City seeks proposals to redevelop Broadway and Hollins markets
The Broadway Market in Fells Point and Hollins Market on the city’s west side are on the block after city officials asked for proposals to redevelop the two city-owned markets.
The Baltimore Development Corp. and the Baltimore Public Markets issued the requests seeking developers to either buy or lease the properties on Friday, the same day a proposal was released to raze and replace the historic Lexington Market.
The city placed no restrictions on plans for Broadway Market, but Hollins Market must remain a public market filled mostly with food vendors. Besides making necessary upgrades and aesthetic improvements, the projects must create jobs, generate taxes and fit within the context of the neighborhoods.
“The city’s public markets are not only sources of food for our citizens, but economic drivers for neighborhoods,” Mayor Stephanie Rawlings-Blake said in the announcement.
The latest market plans follow a deal the city struck with Caves Valley Partners to revive Cross Street market in Federal Hill with a $6.5 million renovation. The Towson-based developer will lease the market for up to 50 years under the terms of the agreement.
The recent and planned improvements are part of efforts to modernize the aging facilities that make up the oldest continuously operating public market system in the United States and spur neighborhood revitalization.
The outgoing mayor said Friday she hopes to find “strong private sector partners to create brighter futures for the use of Hollins Market as a public market and Broadway Market properties as a development project.”
Developer Scott Plank, the brother of Under Armour CEO Kevin Plank, has been acquiring properties around Hollins Market and met recently with neighborhood groups about remaking the market as well. On Friday, Scott Plank indicated an interest in pursuing a Hollins redevelopment.
“We are taking the time to review and consider the RFP,” he said in an email.
The market, which opened in 1846 at 26 S. Arlington Ave., stands just blocks from the West Baltimore Street commercial corridor and within a half-mile of the University of Maryland BioPark, the Lions Brothers Building redevelopment and the B&O Railroad Museum.
“Hollins has been a real anchor for what had been a vibrant retail street on Baltimore Street” and neighborhoods such as Hollins Roundhouse, Union Square, Poppleton and Franklin Square, said Michael Seipp, executive director of the Southwest Partnership umbrella group, a nonprofit that steers resources to those areas. “Over the last generation, that role has greatly diminished. … A rebuilding of Hollins Market is critical.”
Seipp said the community would like to see the second floor of the market’s historic brick building portion refurbished with a use that would serve residents and visitors, possibly a community hall, or “anything that’s going to bring new people into the neighborhood and provide a gathering point for the neighborhood.”
It’s also important to residents that current vendors remain, he said. Ten of 17 stalls are now occupied by vendors selling seafood, meat, fruit and vegetables, along with food stalls serving breakfast and lunch, a convenience store and several other uses.
“We do see Hollins Market as an opportunity to decrease the food desert that exists and to be a place where community residents come together,” he said.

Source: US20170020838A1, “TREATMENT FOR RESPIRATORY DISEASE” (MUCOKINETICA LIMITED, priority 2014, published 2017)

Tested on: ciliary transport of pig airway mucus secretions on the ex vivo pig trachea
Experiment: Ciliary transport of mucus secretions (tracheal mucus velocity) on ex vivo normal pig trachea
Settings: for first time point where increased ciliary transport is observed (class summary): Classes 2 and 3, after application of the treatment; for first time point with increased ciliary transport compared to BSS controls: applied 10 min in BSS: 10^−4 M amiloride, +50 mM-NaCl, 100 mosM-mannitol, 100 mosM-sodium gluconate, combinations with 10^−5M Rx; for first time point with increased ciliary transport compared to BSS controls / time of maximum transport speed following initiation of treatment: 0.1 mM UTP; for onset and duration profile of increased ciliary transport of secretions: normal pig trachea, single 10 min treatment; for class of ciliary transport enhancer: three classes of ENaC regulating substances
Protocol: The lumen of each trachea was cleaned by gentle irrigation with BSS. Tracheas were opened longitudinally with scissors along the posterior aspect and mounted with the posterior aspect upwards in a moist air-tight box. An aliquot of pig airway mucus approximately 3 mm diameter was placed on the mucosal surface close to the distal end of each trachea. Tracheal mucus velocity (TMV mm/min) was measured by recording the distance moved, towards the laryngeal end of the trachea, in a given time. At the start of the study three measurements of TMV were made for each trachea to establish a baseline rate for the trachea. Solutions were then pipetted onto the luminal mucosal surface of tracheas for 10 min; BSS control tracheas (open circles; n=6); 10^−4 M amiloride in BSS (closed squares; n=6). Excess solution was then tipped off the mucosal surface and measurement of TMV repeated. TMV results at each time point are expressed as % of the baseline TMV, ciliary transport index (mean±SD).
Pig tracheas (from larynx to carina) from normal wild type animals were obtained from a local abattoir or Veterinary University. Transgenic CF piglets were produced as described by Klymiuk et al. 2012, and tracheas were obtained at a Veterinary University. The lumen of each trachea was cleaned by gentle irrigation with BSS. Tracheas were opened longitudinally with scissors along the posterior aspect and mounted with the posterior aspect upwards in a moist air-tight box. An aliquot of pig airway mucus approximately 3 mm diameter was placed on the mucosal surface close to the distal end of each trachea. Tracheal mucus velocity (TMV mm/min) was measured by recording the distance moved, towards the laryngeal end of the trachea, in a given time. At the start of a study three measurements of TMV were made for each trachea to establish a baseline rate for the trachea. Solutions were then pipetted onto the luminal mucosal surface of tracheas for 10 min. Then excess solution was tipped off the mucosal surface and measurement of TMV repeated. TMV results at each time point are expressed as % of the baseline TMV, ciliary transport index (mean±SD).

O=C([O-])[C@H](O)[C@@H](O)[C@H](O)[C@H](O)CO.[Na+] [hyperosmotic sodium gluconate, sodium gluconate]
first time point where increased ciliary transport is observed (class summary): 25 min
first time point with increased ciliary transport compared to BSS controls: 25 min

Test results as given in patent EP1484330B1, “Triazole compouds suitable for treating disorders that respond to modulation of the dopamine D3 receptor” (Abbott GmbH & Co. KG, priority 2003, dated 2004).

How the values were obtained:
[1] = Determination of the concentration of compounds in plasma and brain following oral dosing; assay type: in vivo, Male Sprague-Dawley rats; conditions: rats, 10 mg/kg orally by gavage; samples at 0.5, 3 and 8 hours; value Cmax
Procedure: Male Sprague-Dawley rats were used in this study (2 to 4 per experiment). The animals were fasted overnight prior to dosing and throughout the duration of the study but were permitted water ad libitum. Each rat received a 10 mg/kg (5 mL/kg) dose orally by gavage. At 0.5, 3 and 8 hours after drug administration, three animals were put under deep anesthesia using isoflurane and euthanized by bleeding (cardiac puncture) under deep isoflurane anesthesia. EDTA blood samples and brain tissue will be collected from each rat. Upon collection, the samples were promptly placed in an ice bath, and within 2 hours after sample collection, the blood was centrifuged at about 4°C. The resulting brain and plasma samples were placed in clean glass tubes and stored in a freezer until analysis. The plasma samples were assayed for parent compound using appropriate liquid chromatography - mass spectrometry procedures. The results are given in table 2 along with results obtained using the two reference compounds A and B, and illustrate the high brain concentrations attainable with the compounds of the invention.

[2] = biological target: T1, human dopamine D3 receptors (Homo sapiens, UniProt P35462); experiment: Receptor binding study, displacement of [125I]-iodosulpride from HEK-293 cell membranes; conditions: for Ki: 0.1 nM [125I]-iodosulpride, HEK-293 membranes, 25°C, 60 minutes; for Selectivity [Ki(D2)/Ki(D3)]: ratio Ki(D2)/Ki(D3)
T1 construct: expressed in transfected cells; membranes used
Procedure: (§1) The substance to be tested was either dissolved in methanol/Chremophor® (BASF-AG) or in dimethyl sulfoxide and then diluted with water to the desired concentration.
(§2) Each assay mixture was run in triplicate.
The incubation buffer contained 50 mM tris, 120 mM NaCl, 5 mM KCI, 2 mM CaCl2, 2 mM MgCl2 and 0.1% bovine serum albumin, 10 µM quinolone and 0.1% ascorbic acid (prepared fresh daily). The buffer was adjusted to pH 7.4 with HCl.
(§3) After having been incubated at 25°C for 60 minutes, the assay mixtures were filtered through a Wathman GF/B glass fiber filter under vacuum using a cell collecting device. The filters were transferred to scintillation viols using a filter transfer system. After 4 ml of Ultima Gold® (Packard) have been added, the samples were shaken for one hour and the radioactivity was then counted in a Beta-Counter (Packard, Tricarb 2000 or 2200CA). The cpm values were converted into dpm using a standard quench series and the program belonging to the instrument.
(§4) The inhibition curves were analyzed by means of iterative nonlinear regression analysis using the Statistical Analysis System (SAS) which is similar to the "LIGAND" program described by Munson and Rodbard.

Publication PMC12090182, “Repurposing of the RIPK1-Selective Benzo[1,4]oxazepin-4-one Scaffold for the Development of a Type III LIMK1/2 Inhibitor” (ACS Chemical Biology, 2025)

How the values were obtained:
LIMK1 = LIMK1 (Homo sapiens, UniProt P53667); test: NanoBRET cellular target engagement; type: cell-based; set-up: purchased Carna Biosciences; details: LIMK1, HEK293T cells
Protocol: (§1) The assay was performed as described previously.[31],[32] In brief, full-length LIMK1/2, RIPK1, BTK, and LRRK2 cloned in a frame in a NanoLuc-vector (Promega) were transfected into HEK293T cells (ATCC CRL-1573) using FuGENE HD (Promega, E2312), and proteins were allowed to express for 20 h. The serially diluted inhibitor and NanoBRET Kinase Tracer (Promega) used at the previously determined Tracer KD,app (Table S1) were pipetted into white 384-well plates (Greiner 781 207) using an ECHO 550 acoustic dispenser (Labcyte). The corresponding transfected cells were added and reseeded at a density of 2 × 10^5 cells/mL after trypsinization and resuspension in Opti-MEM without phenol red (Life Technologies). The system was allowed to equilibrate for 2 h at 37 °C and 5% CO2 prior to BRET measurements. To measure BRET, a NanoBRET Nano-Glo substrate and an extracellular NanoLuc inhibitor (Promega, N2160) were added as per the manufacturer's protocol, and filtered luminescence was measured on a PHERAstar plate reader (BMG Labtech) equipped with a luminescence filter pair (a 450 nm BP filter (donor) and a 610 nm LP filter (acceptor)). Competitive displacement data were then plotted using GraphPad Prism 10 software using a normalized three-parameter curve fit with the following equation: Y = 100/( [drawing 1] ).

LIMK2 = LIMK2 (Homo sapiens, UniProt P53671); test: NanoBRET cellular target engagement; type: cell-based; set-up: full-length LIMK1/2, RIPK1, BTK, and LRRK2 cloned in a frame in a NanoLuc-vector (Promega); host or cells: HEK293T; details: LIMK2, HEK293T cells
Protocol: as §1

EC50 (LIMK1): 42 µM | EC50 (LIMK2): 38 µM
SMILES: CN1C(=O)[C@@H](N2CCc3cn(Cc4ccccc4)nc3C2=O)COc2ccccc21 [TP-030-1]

While Plank’s firm has met with his group several times, Seipp said it hasn’t heard from any other developers about the market.
“There’s a good feeling on both sides that something very positive could come out of a public-private partnership if the terms make sense,” he said.
He estimated the market could need between $4 million and $5 million in upgrades.
Broadway Market includes two properties, the Broadway Market North Shed and a parking lot at 1640 Aliceanna St., and the Broadway Market South Shed and a parking lot at 1641 Aliceanna St. The vacant North Shed dates to 1786, making it the oldest of the city’s existing market buildings, originally built to serve Fells Point’s immigrant and merchant seaman population. The South Shed houses several delicatessens.
More than a dozen real estate and development projects valued at nearly $380 million have been completed or are under construction within three blocks of the market.
“The general feeling of the administration as well as the [public markets] board, was that if the public markets were no longer being the catalyst for neighborhood development then we should look into the possibility for private partners creating better uses for these city-owned buildings,” said Kirby Fowler, who chairs the board.
David Martz, president of the Fells Point Residents Association, said the community has expected the city to issue a request for development proposals.
Though community members disagree about the best use for the market site, many want to see a return to a traditional food market, where residents could go to buy for fresh produce, poultry, meat and seafood.
“We’re in need of a market,” he said. “There’s nothing walkable to get a tomato or a steak.”
A restaurant use has been floated as well, he said, an idea some oppose.
“We’ve got plenty of restaurants in the area,” he said. “What could someone do differently, and is there a need for that?”
Responses for both the Hollins and Broadway projects are due to the BDC by noon Feb. 13. Officials said they expect interest from private firms. They declined to say what developers had already made inquiries.
Baltimore Sun reporter Natalie Sherman contributed to this article.